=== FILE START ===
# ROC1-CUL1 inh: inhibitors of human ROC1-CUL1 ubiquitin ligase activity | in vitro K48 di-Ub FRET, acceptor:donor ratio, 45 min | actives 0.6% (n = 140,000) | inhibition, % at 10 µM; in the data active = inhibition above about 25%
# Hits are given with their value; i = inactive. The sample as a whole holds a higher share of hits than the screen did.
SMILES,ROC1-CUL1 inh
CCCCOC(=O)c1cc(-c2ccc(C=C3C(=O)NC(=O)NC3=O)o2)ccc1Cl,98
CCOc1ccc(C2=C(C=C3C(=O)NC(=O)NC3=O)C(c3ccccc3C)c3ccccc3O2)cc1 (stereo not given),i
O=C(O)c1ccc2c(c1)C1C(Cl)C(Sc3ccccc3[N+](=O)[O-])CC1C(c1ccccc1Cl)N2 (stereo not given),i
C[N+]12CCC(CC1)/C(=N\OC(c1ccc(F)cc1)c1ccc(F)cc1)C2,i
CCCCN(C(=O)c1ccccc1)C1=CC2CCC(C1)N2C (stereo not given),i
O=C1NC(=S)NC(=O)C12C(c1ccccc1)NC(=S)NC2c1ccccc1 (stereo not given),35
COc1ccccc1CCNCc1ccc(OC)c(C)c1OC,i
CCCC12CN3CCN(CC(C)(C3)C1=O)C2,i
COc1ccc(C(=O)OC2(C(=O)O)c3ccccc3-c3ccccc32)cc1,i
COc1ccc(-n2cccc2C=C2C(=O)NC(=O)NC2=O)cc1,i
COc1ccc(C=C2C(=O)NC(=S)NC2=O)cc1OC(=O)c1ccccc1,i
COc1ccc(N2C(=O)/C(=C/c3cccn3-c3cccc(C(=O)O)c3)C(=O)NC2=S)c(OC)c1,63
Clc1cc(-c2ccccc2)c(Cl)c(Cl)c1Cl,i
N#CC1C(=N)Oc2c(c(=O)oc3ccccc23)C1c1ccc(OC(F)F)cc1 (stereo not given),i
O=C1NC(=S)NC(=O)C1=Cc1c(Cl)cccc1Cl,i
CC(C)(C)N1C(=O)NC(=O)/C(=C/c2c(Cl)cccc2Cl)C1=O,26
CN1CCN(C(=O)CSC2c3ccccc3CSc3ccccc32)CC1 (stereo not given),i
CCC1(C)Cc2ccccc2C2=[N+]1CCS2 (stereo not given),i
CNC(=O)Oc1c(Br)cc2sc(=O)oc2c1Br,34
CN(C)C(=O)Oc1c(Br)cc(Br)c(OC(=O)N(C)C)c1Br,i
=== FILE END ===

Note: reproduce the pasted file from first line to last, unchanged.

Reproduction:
# ROC1-CUL1 inh: inhibitors of human ROC1-CUL1 ubiquitin ligase activity | in vitro K48 di-Ub FRET, acceptor:donor ratio, 45 min | actives 0.6% (n = 140,000) | inhibition, % at 10 µM; in the data active = inhibition above about 25%
# Hits are given with their value; i = inactive. The sample as a whole holds a higher share of hits than the screen did.
SMILES,ROC1-CUL1 inh
CCCCOC(=O)c1cc(-c2ccc(C=C3C(=O)NC(=O)NC3=O)o2)ccc1Cl,98
CCOc1ccc(C2=C(C=C3C(=O)NC(=O)NC3=O)C(c3ccccc3C)c3ccccc3O2)cc1 (stereo not given),i
O=C(O)c1ccc2c(c1)C1C(Cl)C(Sc3ccccc3[N+](=O)[O-])CC1C(c1ccccc1Cl)N2 (stereo not given),i
C[N+]12CCC(CC1)/C(=N\OC(c1ccc(F)cc1)c1ccc(F)cc1)C2,i
CCCCN(C(=O)c1ccccc1)C1=CC2CCC(C1)N2C (stereo not given),i
O=C1NC(=S)NC(=O)C12C(c1ccccc1)NC(=S)NC2c1ccccc1 (stereo not given),35
COc1ccccc1CCNCc1ccc(OC)c(C)c1OC,i
CCCC12CN3CCN(CC(C)(C3)C1=O)C2,i
COc1ccc(C(=O)OC2(C(=O)O)c3ccccc3-c3ccccc32)cc1,i
COc1ccc(-n2cccc2C=C2C(=O)NC(=O)NC2=O)cc1,i
COc1ccc(C=C2C(=O)NC(=S)NC2=O)cc1OC(=O)c1ccccc1,i
COc1ccc(N2C(=O)/C(=C/c3cccn3-c3cccc(C(=O)O)c3)C(=O)NC2=S)c(OC)c1,63
Clc1cc(-c2ccccc2)c(Cl)c(Cl)c1Cl,i
N#CC1C(=N)Oc2c(c(=O)oc3ccccc23)C1c1ccc(OC(F)F)cc1 (stereo not given),i
O=C1NC(=S)NC(=O)C1=Cc1c(Cl)cccc1Cl,i
CC(C)(C)N1C(=O)NC(=O)/C(=C/c2c(Cl)cccc2Cl)C1=O,26
CN1CCN(C(=O)CSC2c3ccccc3CSc3ccccc32)CC1 (stereo not given),i
CCC1(C)Cc2ccccc2C2=[N+]1CCS2 (stereo not given),i
CNC(=O)Oc1c(Br)cc2sc(=O)oc2c1Br,34
CN(C)C(=O)Oc1c(Br)cc(Br)c(OC(=O)N(C)C)c1Br,i